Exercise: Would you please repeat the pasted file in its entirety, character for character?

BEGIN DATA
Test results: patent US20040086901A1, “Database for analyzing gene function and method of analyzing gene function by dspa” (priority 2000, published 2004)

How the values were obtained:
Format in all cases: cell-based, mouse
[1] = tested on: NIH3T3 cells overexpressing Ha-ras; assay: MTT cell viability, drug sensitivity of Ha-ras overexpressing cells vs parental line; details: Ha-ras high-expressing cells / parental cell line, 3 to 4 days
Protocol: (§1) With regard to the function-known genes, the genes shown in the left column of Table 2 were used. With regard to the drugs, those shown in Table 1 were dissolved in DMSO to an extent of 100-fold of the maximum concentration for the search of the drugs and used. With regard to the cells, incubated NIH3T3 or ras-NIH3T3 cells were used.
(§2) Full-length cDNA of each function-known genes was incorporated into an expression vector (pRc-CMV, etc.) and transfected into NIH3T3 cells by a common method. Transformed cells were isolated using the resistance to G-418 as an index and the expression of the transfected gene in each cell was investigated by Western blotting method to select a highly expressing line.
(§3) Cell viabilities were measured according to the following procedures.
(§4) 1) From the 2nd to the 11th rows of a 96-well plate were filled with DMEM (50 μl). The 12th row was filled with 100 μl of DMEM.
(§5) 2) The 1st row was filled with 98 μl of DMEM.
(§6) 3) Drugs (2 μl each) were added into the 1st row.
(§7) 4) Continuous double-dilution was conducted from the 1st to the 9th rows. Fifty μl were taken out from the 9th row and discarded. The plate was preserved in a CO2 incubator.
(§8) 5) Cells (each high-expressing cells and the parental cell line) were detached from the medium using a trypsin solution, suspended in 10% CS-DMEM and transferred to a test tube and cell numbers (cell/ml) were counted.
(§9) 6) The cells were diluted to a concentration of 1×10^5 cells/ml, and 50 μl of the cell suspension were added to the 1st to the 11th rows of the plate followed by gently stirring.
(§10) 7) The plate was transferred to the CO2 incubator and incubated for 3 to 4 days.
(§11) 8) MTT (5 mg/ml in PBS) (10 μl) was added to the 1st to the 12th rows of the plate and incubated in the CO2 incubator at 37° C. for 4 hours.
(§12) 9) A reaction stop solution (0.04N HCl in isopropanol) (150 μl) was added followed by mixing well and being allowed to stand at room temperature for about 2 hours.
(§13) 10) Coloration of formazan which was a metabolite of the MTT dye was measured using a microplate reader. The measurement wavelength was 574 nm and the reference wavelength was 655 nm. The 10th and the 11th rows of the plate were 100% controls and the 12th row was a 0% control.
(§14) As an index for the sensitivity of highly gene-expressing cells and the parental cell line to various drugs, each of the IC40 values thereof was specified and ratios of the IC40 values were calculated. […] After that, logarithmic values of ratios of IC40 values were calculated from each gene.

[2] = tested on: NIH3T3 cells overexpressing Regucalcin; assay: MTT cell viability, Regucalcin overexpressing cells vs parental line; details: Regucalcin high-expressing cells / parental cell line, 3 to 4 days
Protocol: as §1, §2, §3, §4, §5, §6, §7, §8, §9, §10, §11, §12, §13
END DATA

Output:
Test results: patent US20040086901A1, “Database for analyzing gene function and method of analyzing gene function by dspa” (priority 2000, published 2004)

How the values were obtained:
Format in all cases: cell-based, mouse
[1] = tested on: NIH3T3 cells overexpressing Ha-ras; assay: MTT cell viability, drug sensitivity of Ha-ras overexpressing cells vs parental line; details: Ha-ras high-expressing cells / parental cell line, 3 to 4 days
Protocol: (§1) With regard to the function-known genes, the genes shown in the left column of Table 2 were used. With regard to the drugs, those shown in Table 1 were dissolved in DMSO to an extent of 100-fold of the maximum concentration for the search of the drugs and used. With regard to the cells, incubated NIH3T3 or ras-NIH3T3 cells were used.
(§2) Full-length cDNA of each function-known genes was incorporated into an expression vector (pRc-CMV, etc.) and transfected into NIH3T3 cells by a common method. Transformed cells were isolated using the resistance to G-418 as an index and the expression of the transfected gene in each cell was investigated by Western blotting method to select a highly expressing line.
(§3) Cell viabilities were measured according to the following procedures.
(§4) 1) From the 2nd to the 11th rows of a 96-well plate were filled with DMEM (50 μl). The 12th row was filled with 100 μl of DMEM.
(§5) 2) The 1st row was filled with 98 μl of DMEM.
(§6) 3) Drugs (2 μl each) were added into the 1st row.
(§7) 4) Continuous double-dilution was conducted from the 1st to the 9th rows. Fifty μl were taken out from the 9th row and discarded. The plate was preserved in a CO2 incubator.
(§8) 5) Cells (each high-expressing cells and the parental cell line) were detached from the medium using a trypsin solution, suspended in 10% CS-DMEM and transferred to a test tube and cell numbers (cell/ml) were counted.
(§9) 6) The cells were diluted to a concentration of 1×10^5 cells/ml, and 50 μl of the cell suspension were added to the 1st to the 11th rows of the plate followed by gently stirring.
(§10) 7) The plate was transferred to the CO2 incubator and incubated for 3 to 4 days.
(§11) 8) MTT (5 mg/ml in PBS) (10 μl) was added to the 1st to the 12th rows of the plate and incubated in the CO2 incubator at 37° C. for 4 hours.
(§12) 9) A reaction stop solution (0.04N HCl in isopropanol) (150 μl) was added followed by mixing well and being allowed to stand at room temperature for about 2 hours.
(§13) 10) Coloration of formazan which was a metabolite of the MTT dye was measured using a microplate reader. The measurement wavelength was 574 nm and the reference wavelength was 655 nm. The 10th and the 11th rows of the plate were 100% controls and the 12th row was a 0% control.
(§14) As an index for the sensitivity of highly gene-expressing cells and the parental cell line to various drugs, each of the IC40 values thereof was specified and ratios of the IC40 values were calculated. […] After that, logarithmic values of ratios of IC40 values were calculated from each gene.

[2] = tested on: NIH3T3 cells overexpressing Regucalcin; assay: MTT cell viability, Regucalcin overexpressing cells vs parental line; details: Regucalcin high-expressing cells / parental cell line, 3 to 4 days
Protocol: as §1, §2, §3, §4, §5, §6, §7, §8, §9, §10, §11, §12, §13